To fight for their life. Because they're worth it. It's not the end -- it really isn't.
What conditions in your life put you at risk for getting infected?
Intravenous drug use -- sharing needles. I remember so clearly: A very good friend that I had gone to school with was very sick. Nobody wanted to hang out with him because he really looked bad. He was in his last stages. I took it upon myself to pick him up every day, and I hung out with him, and I hugged him and kissed him, and just let him know that I loved him.
We got high one day, and he didn't tell me he had put his needle in my glove compartment. So after I dropped him off, I was looking in my car and saw the needle, and I went, "Great," and used it. And I remember looking at it and seeing the blood at the tip of it. After I got high, I started looking for a cigarette or something, and I reached in my pocket, and I found my needle. I called him and said, "Reese, did you leave your set in my car?" He was like, "Oh God, Pam, I'm sorry -- I forgot about it. Just hold it for me until tomorrow." I didn't tell him I used it.
What is the first thing someone who has just found out they have HIV should do?
Take a deep breath. Then they should get connected right away. Get involved with primary care, and from that it's endless, because everybody wants to grab a hold of a newly diagnosed person. Initially people care, but it becomes a numbers game.
Every agency has to have a certain percentage of consumers, a certain percentage of providers, and if you're not at that level, it could lead to problems with funding. So when they see someone that's very strong and doesn't mind sharing their status openly, they grab them up, and I'm telling you -- it's been endless. And this is why I'm working now in Brooklyn.
Part of the reason was because I had to be closer to my partner, but the other reason was it just became too overwhelming to me. Every time I turned around, I had to turn down speaking engagements. It was just incredible.
When you look back, what would you have needed in order not to get infected?
More harm reduction. You know, out here in Brooklyn there's needle exchange, and people aren't afraid to hand out bleach kits -- but that wasn't available. And just recently I was working on the first project of this kind on Long Island. We had to rely on people that came to the five boroughs to bring us back these kits.
They talk about the transmission through sharing needles -- it's also the cooker, the cotton.
You always see a heroin user with a newspaper. They're always trying to educate themselves. Someone who's using crack -- they can't stay still. They're always paranoid, moving around. Most heroin users, after a while of using it, get on a methadone program. That's not the case with crack. So I think if education and harm reduction was available.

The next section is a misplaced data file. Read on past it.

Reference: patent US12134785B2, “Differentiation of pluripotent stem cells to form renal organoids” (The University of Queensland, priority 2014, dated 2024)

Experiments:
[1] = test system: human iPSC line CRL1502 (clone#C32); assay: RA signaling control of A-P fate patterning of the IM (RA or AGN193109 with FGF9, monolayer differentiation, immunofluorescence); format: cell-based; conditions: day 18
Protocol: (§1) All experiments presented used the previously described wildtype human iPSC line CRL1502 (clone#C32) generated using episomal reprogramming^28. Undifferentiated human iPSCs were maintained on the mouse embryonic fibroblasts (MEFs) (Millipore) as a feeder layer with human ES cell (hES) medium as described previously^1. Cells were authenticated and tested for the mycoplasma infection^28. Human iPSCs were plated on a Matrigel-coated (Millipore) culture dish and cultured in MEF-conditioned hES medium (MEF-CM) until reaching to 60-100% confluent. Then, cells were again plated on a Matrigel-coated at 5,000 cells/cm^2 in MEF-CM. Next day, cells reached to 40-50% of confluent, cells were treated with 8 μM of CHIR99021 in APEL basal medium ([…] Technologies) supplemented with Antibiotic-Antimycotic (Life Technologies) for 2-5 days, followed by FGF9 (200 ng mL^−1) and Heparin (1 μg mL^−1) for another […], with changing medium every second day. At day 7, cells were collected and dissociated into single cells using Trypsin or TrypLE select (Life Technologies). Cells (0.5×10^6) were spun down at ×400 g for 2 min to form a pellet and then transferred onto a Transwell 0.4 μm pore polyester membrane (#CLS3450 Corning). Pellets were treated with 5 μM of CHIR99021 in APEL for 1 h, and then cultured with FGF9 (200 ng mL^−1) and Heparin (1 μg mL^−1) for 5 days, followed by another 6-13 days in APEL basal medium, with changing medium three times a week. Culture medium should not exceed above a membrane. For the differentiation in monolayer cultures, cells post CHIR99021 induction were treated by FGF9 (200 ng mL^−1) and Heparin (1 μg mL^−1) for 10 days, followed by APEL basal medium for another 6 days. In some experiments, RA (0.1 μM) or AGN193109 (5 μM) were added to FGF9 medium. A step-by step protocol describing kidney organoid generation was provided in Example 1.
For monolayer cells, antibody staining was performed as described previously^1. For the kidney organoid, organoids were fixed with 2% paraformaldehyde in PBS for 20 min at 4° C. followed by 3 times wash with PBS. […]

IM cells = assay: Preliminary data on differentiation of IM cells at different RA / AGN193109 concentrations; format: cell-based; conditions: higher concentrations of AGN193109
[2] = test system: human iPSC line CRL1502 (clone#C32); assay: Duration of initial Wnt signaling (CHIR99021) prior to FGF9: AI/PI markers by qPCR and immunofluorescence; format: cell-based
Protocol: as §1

How has HIV changed you?
It's made me appreciate life. We all don't know the day or the hour. One of my jokes has always been that HIV is never going to take me out. I'll probably get hit by a bus or something. It's really made me stop to smell the flowers.
The only way I can see HIV now -- because my ultimate goal is to see the virus under the scope, I want to see inside my blood -- is what it does to people.
When did you first realize that you were African American?
I must have been around six, and my best friend in the whole world was Polish. And we were literally paid not to play together. We were always ostracized. We didn't even understand the difference between the colors, we just liked each other and we wanted to be best friends. It was incredible. She took more of a stand than I did. It was very sad, but it only drew us closer. So I speak a little Polish.
To what extent have you experienced racism in your life? How have you learned to deal with it?
With my best friend, it had a profound effect on me. I remember us crying because we didn't understand why they didn't want us to play together. We said, "Well, we're gonna make a pact. For the rest of our lives, we're going to be blood sisters." When the blood came out, her blood was the same color as mine. You know what I'm saying?
What is the biggest challenge facing African Americans today in terms of HIV?
You know, when they start talking about the virus, they start talking right away about African-American women. So we've gotten this label that's really not a good thing. It's almost as if, as an African-American woman, we're the most vulnerable, but we're also the ones that are most ostracized as a result of it.
We've already got strikes against us because we're African American and we're women. The transmission rate from women to men is almost nothing. But the transmission rate from men to women is very high. We're the ones that suffer the most as a result of it.
Even in Africa, most women don't have a choice. They're getting raped, they don't have too much say-so over their own bodies, and they're getting infected and infecting their children, and then they're dying. It's really bad.
What HIV risk factors are of special concern to African Americans?
Are there any specific aspects of African-American culture or identity that give you strength?
That no matter what, it doesn't matter what we as women go through, we just have to do it. We don't have time to feel sorry, to get depressed and fall into a nostalgic state. We have to do. We just are very strong.
There's a movie called Yesterday, where this woman gets infected by her husband. Her husband is in Johannesburg, she's in this small, remote village. She went to tell him that she had been diagnosed HIV. He beat her, like she was lying, or it was her fault. He became very sick, and he had to eventually come home to her. No matter what she was going through, she still had to care for the family. The village had thrown them out, so she had to build a hut for him. Never mind what she was going through herself.
You can't think about how tired you might be -- it doesn't even matter, even when you start talking in terms of relationships, you just gotta do it. Men are whiners, you know -- "I can't do it." It's not even a thought for women. It's not even something you contemplate. You just do it.